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“May you be never
be too grown up to
search the skies on Christmas Eve”. Unknown
Christmas comes but once a year…which is just as well because I’m broke. I enjoy Christmas, very much so, but it’s the lead up to Christmas that I find frustrating and a bit annoying. Everyone seems to be in a hurry. Everyone wants that thing and they want it now. Spending money they don’t really have on stuff they don’t really need. This year, most unusually for me, I got most of my shopping in November. All very organised. All ready for the annual visit from the big guy in bright red.
There is a smell of over-ripe bananas. It’s the blanket of leaves on the ground that have fallen from the trees. A young child kicks up foot-fulls of leaves as he walks with his Mother. He seems to be enjoying himself. I’m on the way to get a bus to the Mater for what I hope will be the last appointment of the year. It’s nothing major, just a blood test for a consultation in the new year.
In many ways, I’m very lucky. I’ve never had to spend Christmas in hospital and, to be honest, I can’t even imagine what it would be like. Is it like any other day in hospital? Do you get the turkey and all the trimmings? Will Santa (Santy in Dublin, of course!) find me? How would I feel about being in hospital at Christmas? Upset. Lonely. Not enjoying the big day. This would be the 5 year-old me and the 45 year-old me. Naturally, I would hope I would deal with it better as an adult, but not much more. Christmas is a time of family. If you are in hospital over the festive period, rest assured that everyone at home will be thinking of you as they see the empty chair at the table and will be looking forward to seeing you in that chair again, opening your gifts. You may get a visit from a celebrity or a sports star or get to I’m talking go home for a few hours to experience at least some of the magic.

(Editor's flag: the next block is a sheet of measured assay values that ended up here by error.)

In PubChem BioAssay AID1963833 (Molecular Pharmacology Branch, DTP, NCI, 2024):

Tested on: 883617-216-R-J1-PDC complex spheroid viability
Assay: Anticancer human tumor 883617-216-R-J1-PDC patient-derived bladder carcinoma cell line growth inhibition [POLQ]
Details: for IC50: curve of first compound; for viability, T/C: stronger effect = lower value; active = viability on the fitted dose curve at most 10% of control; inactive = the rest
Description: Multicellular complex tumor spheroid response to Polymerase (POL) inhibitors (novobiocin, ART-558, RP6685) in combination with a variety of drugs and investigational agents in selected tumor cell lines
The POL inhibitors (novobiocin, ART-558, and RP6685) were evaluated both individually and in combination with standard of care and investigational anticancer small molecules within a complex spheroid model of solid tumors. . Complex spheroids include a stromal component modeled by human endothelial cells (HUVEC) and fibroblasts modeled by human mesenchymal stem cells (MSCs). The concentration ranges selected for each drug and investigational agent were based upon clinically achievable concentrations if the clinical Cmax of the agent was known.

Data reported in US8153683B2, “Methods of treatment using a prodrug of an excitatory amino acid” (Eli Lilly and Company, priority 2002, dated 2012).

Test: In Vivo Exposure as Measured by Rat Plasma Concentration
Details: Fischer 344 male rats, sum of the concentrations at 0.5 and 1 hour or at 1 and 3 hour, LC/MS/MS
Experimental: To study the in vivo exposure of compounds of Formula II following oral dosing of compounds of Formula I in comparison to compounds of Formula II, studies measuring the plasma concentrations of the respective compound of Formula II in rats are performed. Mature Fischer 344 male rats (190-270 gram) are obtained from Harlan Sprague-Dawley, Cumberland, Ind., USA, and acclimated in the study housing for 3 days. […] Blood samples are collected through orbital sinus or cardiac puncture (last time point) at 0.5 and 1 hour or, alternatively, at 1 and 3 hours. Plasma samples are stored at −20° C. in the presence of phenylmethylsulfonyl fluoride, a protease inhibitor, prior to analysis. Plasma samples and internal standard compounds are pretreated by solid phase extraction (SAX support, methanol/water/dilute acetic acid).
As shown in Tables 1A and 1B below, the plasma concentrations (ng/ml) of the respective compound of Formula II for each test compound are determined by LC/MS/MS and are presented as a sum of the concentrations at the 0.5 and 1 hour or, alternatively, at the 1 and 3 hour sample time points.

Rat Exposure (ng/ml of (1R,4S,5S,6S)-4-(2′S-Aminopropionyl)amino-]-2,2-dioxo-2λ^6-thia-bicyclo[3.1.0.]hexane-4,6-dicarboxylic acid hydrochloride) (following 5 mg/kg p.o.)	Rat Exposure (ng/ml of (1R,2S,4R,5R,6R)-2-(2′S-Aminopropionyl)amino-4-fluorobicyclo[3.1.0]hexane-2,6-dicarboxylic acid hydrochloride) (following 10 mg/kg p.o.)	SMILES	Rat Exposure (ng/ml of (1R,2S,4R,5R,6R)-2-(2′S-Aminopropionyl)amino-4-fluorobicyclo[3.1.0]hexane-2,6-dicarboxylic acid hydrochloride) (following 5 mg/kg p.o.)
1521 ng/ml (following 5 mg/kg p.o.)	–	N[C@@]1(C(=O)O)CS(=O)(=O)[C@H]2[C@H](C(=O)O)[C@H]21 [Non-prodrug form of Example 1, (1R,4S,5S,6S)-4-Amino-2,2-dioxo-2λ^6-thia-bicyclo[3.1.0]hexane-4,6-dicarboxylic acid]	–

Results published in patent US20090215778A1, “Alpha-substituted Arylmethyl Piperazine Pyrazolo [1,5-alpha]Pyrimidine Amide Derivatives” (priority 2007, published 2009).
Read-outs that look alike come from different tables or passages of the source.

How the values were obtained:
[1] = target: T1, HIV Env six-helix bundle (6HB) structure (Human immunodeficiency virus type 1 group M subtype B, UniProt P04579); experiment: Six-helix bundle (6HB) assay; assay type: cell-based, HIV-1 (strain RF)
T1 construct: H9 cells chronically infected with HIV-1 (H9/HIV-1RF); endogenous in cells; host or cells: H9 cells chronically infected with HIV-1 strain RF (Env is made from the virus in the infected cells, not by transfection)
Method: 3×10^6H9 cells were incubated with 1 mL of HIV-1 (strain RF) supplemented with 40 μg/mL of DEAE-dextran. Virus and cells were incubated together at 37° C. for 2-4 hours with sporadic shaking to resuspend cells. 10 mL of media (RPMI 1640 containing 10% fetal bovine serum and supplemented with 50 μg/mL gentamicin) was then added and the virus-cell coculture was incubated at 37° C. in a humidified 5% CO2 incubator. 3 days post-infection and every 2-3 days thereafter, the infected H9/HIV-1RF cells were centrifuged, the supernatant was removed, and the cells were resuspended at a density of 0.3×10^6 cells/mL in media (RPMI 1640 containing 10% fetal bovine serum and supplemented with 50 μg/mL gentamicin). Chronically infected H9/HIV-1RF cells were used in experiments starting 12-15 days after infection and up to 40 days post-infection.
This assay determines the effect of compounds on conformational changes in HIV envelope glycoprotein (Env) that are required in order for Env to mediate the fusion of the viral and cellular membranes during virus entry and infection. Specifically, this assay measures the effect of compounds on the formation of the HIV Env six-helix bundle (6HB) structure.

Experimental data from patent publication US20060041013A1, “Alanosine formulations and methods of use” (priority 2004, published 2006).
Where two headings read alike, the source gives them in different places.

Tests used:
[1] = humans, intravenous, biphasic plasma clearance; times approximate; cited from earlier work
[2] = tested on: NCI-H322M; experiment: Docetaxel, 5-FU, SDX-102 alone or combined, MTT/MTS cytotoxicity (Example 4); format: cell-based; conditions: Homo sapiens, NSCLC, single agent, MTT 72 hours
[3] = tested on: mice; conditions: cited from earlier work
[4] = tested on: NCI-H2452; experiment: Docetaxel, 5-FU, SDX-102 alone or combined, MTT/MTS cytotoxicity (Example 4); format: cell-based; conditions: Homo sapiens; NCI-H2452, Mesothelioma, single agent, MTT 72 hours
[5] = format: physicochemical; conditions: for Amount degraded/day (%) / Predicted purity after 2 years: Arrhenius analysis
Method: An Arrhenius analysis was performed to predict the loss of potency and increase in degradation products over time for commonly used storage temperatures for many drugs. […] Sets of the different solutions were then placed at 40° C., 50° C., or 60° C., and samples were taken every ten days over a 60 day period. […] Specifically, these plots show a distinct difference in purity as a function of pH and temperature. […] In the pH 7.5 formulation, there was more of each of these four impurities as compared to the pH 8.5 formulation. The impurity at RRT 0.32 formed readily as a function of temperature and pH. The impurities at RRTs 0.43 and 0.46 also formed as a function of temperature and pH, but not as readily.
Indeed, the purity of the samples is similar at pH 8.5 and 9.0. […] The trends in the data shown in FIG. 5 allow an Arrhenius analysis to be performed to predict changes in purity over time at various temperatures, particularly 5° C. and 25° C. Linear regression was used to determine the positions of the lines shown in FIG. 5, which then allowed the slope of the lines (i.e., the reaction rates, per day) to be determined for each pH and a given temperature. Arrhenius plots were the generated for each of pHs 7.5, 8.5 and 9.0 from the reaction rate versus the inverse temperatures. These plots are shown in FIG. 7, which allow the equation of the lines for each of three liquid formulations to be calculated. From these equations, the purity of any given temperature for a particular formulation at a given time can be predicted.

Whereas you are in hospital through necessity, others have volunteered to work at Christmas. Some of them indeed must work. In particular, I’m talking about first responders; Gardai, fire brigade, coast guard, mountain rescue, ambulance crews and paramedics. From our point of view, it is the staff in hospitals. The cleaners, porters, security, kitchen staff and of course the frontline staff. The technicians, nurses, doctors and everyone in the emergency department. I’m thinking of the foreign staff who may not be going home to family after a long and arduous shift. We owe all of these people a huge debt of gratitude, especially at this time of year. They are putting our welfare ahead of their own enjoyment of Christmas. They are the best of us. They are the vanguard. So, a huge thank you them all.
Well, I have to brine my turkey and decorate my cake. If you celebrate the festival, may I wish you all a very Merry Christmas and a peaceful and healthy new year. And don’t forget….
Be Kind to Yourself.
The articles contained in Jim Blog are written by Jim O’Brien, a 45 year-old adult with CHD. The opinions and views he provides reflect a real life account of his experiences and honest commentary on his life-long journey with CHD. Jim is a valued member of HCI and writes voluntarily for us. His views do not necessarily reflect the beliefs and values of HCI but we are delighted that he is contributing to a greater knowledge and understanding of what it is to live with congenital heart disease.